At the beginning of Ruin and Rising, Alina has just tried to destroy the Darkling by using their connection to drain both of them of power and creating her own nichevo’ya. She was thwarted/saved by Mal and led to the tunnels of the White Castle, where she is now being held captive by the Apparat, unable to use her power. Meanwhile, the Darkling sits on the throne of Ravka. Alina comes to recognize the strength of the connection between her and the Darkling, and discovers more about his past than she had ever dreamed. In her efforts to destroy him, she continues to desperately search for the Firebird in the hopes that she can create her own army of light and save the people of Ravka.
Ruin and Rising killed me. I loved it so much. I was right back into the “cannot put it down” mode that I had been with Shadow and Bone. I loved everything about it. I don’t know how she did it, but Bardugo somehow twisted my emotions so that I ended up wanting completely different things than I had when I started out the series; I am usually pretty stubborn about my book beliefs, so this was quite a feat.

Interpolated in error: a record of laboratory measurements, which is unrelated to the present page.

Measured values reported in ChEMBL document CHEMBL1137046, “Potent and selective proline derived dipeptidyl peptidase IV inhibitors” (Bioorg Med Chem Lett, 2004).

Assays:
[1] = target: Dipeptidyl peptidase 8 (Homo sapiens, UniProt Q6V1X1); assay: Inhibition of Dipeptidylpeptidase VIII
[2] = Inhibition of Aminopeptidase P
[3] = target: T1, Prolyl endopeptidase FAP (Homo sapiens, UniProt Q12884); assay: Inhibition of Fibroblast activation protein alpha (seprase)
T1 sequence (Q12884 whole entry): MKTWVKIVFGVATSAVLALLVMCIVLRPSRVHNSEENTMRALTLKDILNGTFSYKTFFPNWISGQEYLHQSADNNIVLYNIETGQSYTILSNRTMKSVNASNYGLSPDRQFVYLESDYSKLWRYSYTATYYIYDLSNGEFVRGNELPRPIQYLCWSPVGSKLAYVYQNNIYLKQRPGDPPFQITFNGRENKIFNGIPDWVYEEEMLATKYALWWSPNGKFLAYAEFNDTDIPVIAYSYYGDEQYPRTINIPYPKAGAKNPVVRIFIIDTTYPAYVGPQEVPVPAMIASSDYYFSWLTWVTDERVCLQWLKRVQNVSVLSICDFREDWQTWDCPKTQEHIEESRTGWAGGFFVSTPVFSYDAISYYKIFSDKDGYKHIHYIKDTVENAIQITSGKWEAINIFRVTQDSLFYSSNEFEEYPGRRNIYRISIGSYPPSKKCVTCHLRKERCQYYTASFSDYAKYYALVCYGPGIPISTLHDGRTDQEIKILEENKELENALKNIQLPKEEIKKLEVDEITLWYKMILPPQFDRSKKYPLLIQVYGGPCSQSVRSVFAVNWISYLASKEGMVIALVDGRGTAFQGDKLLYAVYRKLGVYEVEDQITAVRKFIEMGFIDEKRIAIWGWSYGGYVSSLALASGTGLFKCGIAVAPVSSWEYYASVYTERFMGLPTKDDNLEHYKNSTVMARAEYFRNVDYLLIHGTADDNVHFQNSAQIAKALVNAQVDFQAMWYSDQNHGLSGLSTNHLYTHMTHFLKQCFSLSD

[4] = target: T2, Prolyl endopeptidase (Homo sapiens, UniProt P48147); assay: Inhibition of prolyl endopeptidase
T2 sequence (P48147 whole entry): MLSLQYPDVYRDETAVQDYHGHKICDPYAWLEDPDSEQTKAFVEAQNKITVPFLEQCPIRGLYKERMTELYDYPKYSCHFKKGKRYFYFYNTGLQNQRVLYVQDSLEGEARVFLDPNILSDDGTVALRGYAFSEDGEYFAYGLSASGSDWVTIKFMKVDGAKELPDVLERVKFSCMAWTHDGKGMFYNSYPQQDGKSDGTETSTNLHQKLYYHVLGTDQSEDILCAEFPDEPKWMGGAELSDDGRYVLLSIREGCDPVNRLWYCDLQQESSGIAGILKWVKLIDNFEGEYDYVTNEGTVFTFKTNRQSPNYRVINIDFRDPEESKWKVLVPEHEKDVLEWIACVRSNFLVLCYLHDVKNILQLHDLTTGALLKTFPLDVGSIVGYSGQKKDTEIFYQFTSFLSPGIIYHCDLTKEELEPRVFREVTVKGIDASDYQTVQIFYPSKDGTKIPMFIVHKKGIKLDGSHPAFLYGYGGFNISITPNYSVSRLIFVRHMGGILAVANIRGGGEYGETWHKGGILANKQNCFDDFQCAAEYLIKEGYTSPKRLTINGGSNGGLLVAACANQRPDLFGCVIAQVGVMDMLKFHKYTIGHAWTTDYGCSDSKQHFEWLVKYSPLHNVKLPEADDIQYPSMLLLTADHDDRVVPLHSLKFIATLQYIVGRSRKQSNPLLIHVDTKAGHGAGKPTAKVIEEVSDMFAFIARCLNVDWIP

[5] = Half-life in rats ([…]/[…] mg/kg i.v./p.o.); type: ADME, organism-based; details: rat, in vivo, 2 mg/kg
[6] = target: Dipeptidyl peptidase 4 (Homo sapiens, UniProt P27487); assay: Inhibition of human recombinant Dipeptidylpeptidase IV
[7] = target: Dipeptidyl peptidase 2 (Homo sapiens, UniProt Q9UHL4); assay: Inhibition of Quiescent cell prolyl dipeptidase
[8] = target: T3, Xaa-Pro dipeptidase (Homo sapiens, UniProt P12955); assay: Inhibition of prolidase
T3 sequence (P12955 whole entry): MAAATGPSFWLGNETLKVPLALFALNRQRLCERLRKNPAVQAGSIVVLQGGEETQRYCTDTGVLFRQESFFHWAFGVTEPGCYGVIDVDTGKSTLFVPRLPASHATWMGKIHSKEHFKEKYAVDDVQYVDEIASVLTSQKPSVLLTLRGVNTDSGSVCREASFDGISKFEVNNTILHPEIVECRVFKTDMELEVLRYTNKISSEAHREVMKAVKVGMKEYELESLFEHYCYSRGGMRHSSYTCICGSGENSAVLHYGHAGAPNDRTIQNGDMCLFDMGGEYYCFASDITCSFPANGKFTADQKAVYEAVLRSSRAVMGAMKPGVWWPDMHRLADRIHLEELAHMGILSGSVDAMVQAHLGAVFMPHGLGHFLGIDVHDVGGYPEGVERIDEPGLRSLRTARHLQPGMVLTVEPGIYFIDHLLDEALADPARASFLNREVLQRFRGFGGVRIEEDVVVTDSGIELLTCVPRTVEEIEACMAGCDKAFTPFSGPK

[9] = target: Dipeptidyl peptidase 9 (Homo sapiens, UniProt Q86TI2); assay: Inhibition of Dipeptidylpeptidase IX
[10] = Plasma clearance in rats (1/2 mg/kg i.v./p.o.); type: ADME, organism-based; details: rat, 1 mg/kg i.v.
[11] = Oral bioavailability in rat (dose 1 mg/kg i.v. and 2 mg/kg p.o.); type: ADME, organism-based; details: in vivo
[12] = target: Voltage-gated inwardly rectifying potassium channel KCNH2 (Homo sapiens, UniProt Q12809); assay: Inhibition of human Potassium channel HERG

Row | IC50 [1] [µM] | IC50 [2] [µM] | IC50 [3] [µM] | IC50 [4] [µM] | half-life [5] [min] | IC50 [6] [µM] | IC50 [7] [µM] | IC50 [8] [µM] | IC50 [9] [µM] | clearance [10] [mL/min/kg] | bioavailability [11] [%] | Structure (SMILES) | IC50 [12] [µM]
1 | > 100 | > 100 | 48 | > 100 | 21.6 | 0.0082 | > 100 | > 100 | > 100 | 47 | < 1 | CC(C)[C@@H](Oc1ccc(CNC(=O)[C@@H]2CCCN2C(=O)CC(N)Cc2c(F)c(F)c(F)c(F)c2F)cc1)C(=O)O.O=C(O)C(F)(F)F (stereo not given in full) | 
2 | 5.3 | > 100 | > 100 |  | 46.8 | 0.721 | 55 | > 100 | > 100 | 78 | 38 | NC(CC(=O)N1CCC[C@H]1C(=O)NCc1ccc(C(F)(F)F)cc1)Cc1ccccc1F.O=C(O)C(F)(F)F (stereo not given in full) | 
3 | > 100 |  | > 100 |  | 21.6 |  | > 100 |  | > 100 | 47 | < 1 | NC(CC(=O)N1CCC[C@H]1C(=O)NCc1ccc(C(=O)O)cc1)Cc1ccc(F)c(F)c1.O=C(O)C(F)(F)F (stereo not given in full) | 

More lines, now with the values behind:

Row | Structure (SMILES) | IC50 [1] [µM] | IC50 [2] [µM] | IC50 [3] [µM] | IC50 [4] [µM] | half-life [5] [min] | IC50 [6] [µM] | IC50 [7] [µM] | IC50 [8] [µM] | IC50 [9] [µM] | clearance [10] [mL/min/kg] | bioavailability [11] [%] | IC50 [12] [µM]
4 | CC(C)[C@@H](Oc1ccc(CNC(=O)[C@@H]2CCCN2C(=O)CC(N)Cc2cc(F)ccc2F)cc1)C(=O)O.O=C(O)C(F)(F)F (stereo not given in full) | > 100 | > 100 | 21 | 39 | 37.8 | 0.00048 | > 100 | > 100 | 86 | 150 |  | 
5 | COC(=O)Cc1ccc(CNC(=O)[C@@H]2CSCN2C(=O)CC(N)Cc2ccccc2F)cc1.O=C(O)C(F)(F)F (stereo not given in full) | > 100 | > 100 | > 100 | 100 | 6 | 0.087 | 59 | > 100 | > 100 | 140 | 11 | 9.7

There was so much grief in this book. Alina becomes more and more damaged while coming into her own. I think this was the first book that I really felt her as a character, and not just as a vessel to tell the story. It was the perfect setting for what had to happen in the end. And let me tell ya, I did not see that ending coming. I hope I’m not just horribly blind and everyone else knew exactly what would happen…
AGAIN, I can’t say much more! I am being extremely strict with myself because I really don’t want to ruin the book for you guys. I hope you read it and love it as much as I did!!
Now for the fun stuff.
**Only continue if you have completed the series, SPOILERS below!!**
OHMYGOSHDARNGOODNESS. Did you see that ending coming?! I did not see that ending coming! I mean I deep down knew that Mal was the third amplifier (the whole wrist-touching power thing was very in-depth for not meaning anything) but the whole back-story of the Darkling’s aunt being brought back to life and the life being past down to Mal because he’s Morozova’s descendant and then Alina’s power being taken from her and given to the people omg omg omg.
That’s not even the craziest part though. That was a fantastic ending to the book, but not anything necessarily special. What was special for me was that by the end I was team Mal. WHAT. If you check out this post, I was very VERY team Darkling originally. And don’t get me wrong, I still loved his character at the end and I teared up when he died, but I was no longer set on he and Alina ending up together. Bardugo and Alina convinced me that they were both just too power hungry to be together. They probably would have destroyed the damn world.